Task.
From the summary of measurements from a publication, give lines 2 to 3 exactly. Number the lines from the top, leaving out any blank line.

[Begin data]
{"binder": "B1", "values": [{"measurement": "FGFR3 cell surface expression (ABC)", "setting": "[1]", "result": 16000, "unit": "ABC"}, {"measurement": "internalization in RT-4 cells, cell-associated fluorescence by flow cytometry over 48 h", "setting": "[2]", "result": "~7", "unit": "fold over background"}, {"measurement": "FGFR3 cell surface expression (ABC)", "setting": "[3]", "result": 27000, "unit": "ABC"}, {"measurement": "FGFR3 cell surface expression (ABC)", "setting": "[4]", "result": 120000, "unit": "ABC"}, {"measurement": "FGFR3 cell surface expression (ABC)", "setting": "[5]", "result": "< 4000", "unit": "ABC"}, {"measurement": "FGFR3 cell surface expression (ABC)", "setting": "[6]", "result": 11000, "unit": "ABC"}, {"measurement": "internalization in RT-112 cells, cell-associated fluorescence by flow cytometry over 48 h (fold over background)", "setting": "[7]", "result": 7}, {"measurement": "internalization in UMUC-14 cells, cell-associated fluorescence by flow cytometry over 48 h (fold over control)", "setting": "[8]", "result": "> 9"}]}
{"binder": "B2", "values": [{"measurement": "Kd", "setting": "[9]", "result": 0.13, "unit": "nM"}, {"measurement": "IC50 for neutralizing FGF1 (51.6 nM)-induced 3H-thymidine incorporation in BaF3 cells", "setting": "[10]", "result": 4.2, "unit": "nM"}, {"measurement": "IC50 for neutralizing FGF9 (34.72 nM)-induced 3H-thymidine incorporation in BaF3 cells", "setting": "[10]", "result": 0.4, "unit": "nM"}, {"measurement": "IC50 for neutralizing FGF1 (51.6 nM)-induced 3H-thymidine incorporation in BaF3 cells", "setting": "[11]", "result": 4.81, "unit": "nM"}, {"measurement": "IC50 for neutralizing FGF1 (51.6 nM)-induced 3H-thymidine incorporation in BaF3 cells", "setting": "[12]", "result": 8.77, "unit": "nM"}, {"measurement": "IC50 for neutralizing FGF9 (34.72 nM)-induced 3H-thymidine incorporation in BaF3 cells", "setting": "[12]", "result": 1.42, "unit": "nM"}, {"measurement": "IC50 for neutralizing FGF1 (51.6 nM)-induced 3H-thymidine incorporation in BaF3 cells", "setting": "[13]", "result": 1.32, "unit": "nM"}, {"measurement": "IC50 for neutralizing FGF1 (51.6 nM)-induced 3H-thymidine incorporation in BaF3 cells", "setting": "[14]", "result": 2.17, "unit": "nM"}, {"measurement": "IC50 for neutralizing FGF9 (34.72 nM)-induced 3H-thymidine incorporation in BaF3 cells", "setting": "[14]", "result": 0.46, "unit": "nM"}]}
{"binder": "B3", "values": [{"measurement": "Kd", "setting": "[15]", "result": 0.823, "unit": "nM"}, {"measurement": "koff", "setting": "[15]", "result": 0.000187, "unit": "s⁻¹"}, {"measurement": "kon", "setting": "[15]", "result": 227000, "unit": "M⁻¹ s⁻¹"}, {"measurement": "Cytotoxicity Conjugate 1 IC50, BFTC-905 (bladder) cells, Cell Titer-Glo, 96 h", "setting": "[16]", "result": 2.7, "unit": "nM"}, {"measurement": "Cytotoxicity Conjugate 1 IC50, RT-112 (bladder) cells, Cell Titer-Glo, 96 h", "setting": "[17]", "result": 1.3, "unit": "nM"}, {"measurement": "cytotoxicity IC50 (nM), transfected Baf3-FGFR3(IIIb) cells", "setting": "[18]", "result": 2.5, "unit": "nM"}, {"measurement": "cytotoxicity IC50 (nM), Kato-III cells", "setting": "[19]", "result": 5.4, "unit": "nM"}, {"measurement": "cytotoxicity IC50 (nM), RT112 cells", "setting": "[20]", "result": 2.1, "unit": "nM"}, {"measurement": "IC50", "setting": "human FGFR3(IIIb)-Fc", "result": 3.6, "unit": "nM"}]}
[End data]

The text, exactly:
{"binder": "B2", "values": [{"measurement": "Kd", "setting": "[9]", "result": 0.13, "unit": "nM"}, {"measurement": "IC50 for neutralizing FGF1 (51.6 nM)-induced 3H-thymidine incorporation in BaF3 cells", "setting": "[10]", "result": 4.2, "unit": "nM"}, {"measurement": "IC50 for neutralizing FGF9 (34.72 nM)-induced 3H-thymidine incorporation in BaF3 cells", "setting": "[10]", "result": 0.4, "unit": "nM"}, {"measurement": "IC50 for neutralizing FGF1 (51.6 nM)-induced 3H-thymidine incorporation in BaF3 cells", "setting": "[11]", "result": 4.81, "unit": "nM"}, {"measurement": "IC50 for neutralizing FGF1 (51.6 nM)-induced 3H-thymidine incorporation in BaF3 cells", "setting": "[12]", "result": 8.77, "unit": "nM"}, {"measurement": "IC50 for neutralizing FGF9 (34.72 nM)-induced 3H-thymidine incorporation in BaF3 cells", "setting": "[12]", "result": 1.42, "unit": "nM"}, {"measurement": "IC50 for neutralizing FGF1 (51.6 nM)-induced 3H-thymidine incorporation in BaF3 cells", "setting": "[13]", "result": 1.32, "unit": "nM"}, {"measurement": "IC50 for neutralizing FGF1 (51.6 nM)-induced 3H-thymidine incorporation in BaF3 cells", "setting": "[14]", "result": 2.17, "unit": "nM"}, {"measurement": "IC50 for neutralizing FGF9 (34.72 nM)-induced 3H-thymidine incorporation in BaF3 cells", "setting": "[14]", "result": 0.46, "unit": "nM"}]}
{"binder": "B3", "values": [{"measurement": "Kd", "setting": "[15]", "result": 0.823, "unit": "nM"}, {"measurement": "koff", "setting": "[15]", "result": 0.000187, "unit": "s⁻¹"}, {"measurement": "kon", "setting": "[15]", "result": 227000, "unit": "M⁻¹ s⁻¹"}, {"measurement": "Cytotoxicity Conjugate 1 IC50, BFTC-905 (bladder) cells, Cell Titer-Glo, 96 h", "setting": "[16]", "result": 2.7, "unit": "nM"}, {"measurement": "Cytotoxicity Conjugate 1 IC50, RT-112 (bladder) cells, Cell Titer-Glo, 96 h", "setting": "[17]", "result": 1.3, "unit": "nM"}, {"measurement": "cytotoxicity IC50 (nM), transfected Baf3-FGFR3(IIIb) cells", "setting": "[18]", "result": 2.5, "unit": "nM"}, {"measurement": "cytotoxicity IC50 (nM), Kato-III cells", "setting": "[19]", "result": 5.4, "unit": "nM"}, {"measurement": "cytotoxicity IC50 (nM), RT112 cells", "setting": "[20]", "result": 2.1, "unit": "nM"}, {"measurement": "IC50", "setting": "human FGFR3(IIIb)-Fc", "result": 3.6, "unit": "nM"}]}